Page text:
Provides both the classical basis to geomatics as a powerful tool in the design and management of pipelines as well as the cutting-edge view of the discipline as a digital technology.
Course Hours:
3 units; (3-0)
Antirequisite(s):
Credit for Mechanical Engineering 620 and 619.10 will not be allowed.  
back to top
Mechanical Engineering 622       Pump and Compressor Stations
Basic role of pump and compressor stations on a pipeline. Design and performance of centrifugal, screw and reciprocating compressors and centrifugal and positive displacement pumps. Design and performance of drivers including gas turbines, engines and electric motors. Design and functions of auxiliary systems, including bearings and lubrication systems, seals and sealing systems and instrumentation and controls. Design studies for acoustic/mechanical and torsional analysis. Pump and compression station equipment and functions.
Course Hours:
3 units; (3-0)
Antirequisite(s):
Credit for Mechanical Engineering 622 and 619.11 will not be allowed.  
back to top
Mechanical Engineering 624       Fundamentals of Pipeline Economics
Provides students with a fundamental understanding of engineering economics, including decision-making processes and life-cycle assessment in application to pipeline systems.
Course Hours:
3 units; (3-0)
Antirequisite(s):
Credit for Mechanical Engineering 624 and 619.12 will not be allowed.
back to top
Mechanical Engineering 626       Corrosion Science in the Pipelines Industry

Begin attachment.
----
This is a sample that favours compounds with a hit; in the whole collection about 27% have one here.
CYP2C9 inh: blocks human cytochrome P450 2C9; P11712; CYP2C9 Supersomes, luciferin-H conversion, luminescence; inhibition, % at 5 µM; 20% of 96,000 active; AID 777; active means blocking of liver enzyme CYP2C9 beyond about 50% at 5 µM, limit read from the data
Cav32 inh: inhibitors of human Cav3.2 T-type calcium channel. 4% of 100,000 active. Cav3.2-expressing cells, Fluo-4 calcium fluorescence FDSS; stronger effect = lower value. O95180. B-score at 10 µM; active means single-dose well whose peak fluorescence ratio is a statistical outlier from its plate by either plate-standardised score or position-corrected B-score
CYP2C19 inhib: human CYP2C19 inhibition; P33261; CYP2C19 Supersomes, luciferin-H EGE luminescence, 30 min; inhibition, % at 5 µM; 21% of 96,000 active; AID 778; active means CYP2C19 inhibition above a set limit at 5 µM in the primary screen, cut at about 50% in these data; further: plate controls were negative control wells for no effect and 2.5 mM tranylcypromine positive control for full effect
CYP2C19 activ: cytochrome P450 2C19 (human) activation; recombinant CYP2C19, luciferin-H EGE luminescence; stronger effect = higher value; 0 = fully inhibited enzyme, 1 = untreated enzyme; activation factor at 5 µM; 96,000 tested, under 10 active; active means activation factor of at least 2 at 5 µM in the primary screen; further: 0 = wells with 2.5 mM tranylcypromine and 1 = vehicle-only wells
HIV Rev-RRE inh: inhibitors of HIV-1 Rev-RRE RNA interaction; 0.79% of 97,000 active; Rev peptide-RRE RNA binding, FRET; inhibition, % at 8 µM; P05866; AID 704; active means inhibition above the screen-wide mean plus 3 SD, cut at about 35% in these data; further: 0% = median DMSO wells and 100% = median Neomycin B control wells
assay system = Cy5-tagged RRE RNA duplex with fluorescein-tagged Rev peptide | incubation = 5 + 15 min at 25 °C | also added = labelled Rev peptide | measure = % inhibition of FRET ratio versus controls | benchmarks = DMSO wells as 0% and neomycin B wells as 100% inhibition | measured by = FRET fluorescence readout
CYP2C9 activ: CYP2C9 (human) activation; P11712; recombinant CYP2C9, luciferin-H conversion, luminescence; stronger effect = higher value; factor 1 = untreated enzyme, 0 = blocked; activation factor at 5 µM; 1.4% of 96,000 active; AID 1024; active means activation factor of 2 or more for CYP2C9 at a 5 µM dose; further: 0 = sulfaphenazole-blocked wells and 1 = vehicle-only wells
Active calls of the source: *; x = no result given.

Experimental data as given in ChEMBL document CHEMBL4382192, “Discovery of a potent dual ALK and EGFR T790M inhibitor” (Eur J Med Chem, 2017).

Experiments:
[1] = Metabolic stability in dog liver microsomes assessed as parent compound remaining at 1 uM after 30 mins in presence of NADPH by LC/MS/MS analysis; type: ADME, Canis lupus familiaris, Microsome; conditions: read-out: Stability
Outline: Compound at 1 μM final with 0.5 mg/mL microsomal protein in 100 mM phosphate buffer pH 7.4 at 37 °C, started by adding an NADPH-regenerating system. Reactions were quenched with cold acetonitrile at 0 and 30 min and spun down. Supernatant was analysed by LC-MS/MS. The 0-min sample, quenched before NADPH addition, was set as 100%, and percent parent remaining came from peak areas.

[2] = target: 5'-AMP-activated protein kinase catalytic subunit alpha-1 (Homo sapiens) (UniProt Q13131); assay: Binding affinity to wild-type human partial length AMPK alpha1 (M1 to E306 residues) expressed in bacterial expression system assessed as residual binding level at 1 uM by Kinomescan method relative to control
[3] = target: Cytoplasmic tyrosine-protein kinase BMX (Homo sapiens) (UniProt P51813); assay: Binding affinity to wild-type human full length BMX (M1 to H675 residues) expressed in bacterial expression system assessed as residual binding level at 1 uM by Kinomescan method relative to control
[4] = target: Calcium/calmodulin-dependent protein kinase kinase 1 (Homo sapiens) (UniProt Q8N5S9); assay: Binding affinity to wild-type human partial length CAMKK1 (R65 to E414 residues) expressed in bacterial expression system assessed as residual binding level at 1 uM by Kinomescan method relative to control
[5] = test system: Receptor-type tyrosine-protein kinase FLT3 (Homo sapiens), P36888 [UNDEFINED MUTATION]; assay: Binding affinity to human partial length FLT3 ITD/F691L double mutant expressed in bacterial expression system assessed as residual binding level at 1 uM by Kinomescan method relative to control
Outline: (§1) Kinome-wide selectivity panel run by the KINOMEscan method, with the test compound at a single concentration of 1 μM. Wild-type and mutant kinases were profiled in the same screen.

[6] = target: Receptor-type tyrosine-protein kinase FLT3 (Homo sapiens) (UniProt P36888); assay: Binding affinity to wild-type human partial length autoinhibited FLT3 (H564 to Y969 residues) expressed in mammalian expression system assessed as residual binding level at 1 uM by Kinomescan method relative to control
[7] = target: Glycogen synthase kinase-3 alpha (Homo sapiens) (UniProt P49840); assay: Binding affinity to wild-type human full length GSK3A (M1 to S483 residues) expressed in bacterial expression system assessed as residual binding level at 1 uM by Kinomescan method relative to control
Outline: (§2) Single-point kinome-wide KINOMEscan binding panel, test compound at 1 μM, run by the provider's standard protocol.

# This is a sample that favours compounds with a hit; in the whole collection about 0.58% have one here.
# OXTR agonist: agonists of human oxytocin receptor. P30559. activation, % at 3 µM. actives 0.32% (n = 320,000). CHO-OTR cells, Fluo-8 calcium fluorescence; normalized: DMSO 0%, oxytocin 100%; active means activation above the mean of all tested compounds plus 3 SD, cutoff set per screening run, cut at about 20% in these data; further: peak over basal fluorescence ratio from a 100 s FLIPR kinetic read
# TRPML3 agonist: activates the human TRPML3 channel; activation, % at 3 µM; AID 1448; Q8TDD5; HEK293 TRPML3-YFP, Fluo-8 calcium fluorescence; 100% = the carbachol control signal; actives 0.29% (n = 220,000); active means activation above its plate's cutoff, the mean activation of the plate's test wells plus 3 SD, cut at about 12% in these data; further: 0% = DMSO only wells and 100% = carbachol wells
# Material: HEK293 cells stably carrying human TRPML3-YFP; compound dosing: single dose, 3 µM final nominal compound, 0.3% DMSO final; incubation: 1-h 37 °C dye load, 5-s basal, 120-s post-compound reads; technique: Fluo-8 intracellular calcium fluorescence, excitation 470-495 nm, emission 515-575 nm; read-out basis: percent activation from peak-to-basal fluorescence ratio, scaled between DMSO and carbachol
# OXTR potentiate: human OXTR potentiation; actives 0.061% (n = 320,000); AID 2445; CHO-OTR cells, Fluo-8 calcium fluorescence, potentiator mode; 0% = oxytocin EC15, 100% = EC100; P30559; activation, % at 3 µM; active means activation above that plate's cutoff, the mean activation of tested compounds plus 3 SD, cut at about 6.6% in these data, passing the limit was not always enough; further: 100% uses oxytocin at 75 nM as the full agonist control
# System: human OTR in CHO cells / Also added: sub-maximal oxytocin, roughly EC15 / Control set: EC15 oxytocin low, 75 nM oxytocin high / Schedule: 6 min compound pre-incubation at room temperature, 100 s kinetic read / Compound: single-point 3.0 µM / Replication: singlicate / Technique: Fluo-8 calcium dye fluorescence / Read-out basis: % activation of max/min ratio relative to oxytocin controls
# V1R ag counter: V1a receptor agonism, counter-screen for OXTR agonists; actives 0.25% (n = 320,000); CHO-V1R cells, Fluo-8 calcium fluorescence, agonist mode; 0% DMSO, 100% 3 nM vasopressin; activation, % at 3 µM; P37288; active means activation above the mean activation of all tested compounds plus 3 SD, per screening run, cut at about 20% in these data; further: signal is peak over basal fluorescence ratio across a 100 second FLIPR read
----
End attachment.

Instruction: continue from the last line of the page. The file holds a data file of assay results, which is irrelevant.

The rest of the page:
Overview of corrosion in the pipeline industry with emphasis on the underlying science, including thermodynamics and kinetics of electrochemical processes, corrosion prevention and mitigation by materials selection, inhibition, coatings and cathodic protection. Implications for integrity management will also be discussed.
Course Hours:
3 units; (3-0)
Antirequisite(s):
Credit for Mechanical Engineering 626 and 619.12 will not be allowed.  
back to top
Mechanical Engineering 628       Pipeline Coatings
Introduction to the fundamental properties and structure of coatings, as well as applications in the pipeline industry. Applications of coating technology in integrity maintenance of the various structural facilities. Computer assisted coatings project management programs will be introduced.
Course Hours:
3 units; (3-0)
Antirequisite(s):
Credit for Mechanical Engineering 628 and 619.27 will not be allowed
back to top
Mechanical Engineering 630       Fundamentals of Liquid Hydraulics in Pipeline Systems
Introduction to the fundamentals of liquid hydraulics in pipeline systems. Topics include petroleum fluids, design elements and economics, mechanical design, fluid mechanics fundamentals, pipeline hydraulics, isothermal flow, pumping requirements, centrifugal and reciprocating pumps, operations and maintenance design, and design optimization.
Course Hours:
3 units; (3-0)
Antirequisite(s):
Credit for Mechanical Engineering 630 and 619.49 will not be allowed.  
back to top
Mechanical Engineering 631       Numerical Methods for Engineers